And yet, though many may poke fun at the figure of the absent minded mathematics professor who can never quite come up with two socks that match each other, this ability to divorce one’s imagination from immediate surroundings is of great importance. The ability to live in a fantasy world, to imagine an interior space, governed by rules of its own, this ability that is much encouraged and developed by chess, what is this but the very essence of creativity? It is this very abil­ity which produces the most lasting and significant contributions in both the world of art and the world of science. Any manifestations of this creative faculty should be encouraged by us as educators. But as educators we must also ask, what can we expect specifically from chess and how can chess benefit our common endeavor?

Andrew Karklins, a strong master, once characterized chess as providing a home for all of “the lost intellectuals of the world”.

Is it a world apart? Or can chess provide an important introduction to and preparation for the intellectual disciplines? Let us examine some of the inherent features of the game in order to decide.

What distinguishes chess from all other games is what we might call its classical status. Chess has an historical and international dimension.

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Chess: Contributions to the Underst anding of Human Cognition

by Sarah E. Goldin
Carnegie-Mellon University

The chessmaster’s extraordinary performance has long fascinated the psychologist as well as the layman. Consider his phenomenal abilities: he announces a forced mate ten moves in advance; blindfolded, he plays dozens of games simultaneously; without hesitation, he recapitulates the main lines and variations of hundreds of games. Surely, these feats imply phenomenal memory capacity, prodigious reasoning ability and vast calculational power. Or do they? To the psychologist, this question represents a challenge and an opportunity. The challenge is to explain the amazing performance of the chess master in terms of the known properties, capacities and limitations of human thought. The opportunity is to discover new truths about the organization and content of human cognitive processes.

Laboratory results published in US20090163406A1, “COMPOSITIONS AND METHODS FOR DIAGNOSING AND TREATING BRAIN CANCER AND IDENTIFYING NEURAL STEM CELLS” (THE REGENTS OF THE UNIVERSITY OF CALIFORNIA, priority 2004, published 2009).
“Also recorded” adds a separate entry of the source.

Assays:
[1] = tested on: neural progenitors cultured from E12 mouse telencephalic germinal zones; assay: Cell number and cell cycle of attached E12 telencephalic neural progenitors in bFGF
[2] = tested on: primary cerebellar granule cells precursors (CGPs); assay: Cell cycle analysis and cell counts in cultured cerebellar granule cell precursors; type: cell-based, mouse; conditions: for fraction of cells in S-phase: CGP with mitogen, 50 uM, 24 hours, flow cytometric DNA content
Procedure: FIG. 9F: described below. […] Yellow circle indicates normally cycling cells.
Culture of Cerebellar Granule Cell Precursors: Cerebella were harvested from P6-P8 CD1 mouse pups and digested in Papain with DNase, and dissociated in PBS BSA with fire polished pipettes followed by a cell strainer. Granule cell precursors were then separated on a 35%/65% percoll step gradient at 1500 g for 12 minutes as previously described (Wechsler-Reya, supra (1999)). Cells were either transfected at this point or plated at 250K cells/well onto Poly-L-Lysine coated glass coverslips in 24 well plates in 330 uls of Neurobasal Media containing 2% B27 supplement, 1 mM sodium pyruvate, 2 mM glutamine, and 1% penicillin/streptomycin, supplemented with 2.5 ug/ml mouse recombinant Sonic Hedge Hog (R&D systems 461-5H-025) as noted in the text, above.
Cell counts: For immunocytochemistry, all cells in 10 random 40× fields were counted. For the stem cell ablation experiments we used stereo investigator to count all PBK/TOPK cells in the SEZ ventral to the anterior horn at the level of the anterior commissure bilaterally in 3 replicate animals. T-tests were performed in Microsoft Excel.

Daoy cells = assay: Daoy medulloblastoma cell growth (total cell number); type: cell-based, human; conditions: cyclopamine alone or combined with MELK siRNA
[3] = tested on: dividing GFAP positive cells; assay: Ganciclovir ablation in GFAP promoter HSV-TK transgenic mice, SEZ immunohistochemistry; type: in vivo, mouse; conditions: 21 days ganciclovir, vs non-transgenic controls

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Applied Cognitive Psychology, Vol. 4, 109-128 (1990)

Chess Expertise in Children
by Dianne D. Horgan and David Morgan
Memphis State University


This paper reports several studies of chess expertise in children who play competitive chess. The first study examines (1)  the relationship between experience and skill among 113 school age children (grades 1 through 12); and (2)  the relationship between chess skill and scores on various spatial and logical abilities tests among the top 15 players.  Improvement in skill is related to experience and chess players score higher than average on the Raven’s Progressive Matrices. Also, scores on a chess-specific test, the Knight’s Tour, correlate with scores on the Raven’s. The second study reports three experiments with 59 Ss involving chess-specific tasks in memory, perception, and similarity judgements. The first two experiments replicated and extended Chase and Simon (1973). The third experiment, which asked Ss to judge similarities of chess positions, demonstrated that similarity judgements become more global and abstract with increased skill. The final section describes qualitatively how children’s chess expertise compares to that of adults. Drawing upon Anderson (1985), we focus on some distinctive features of children’s chess play and on some successful techniques in coaching young players.

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Chess Improves Academic Performance – NYC Schools Chess Program

by Christine Palm

Chess has long been recognized throughout the world as a builder of strong intellects, but only recently has the United States begun to recognize chess’s ability to improve the cognitive abilities, rational thinking and reasoning of even the least promising children. Chess brings out latent abilities that have not been reached by traditional educational means. It promotes logical thinking, instills a sense of self-confidence and self-worth, improves communication and pattern recognition skills. It teaches the values of hard work, concentration, objectivity, and commitment.

As former World Chess Champion Emmanuel Lasker said, “On the chessboard lies and hypocrisy do not survive long.”

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Chess and Education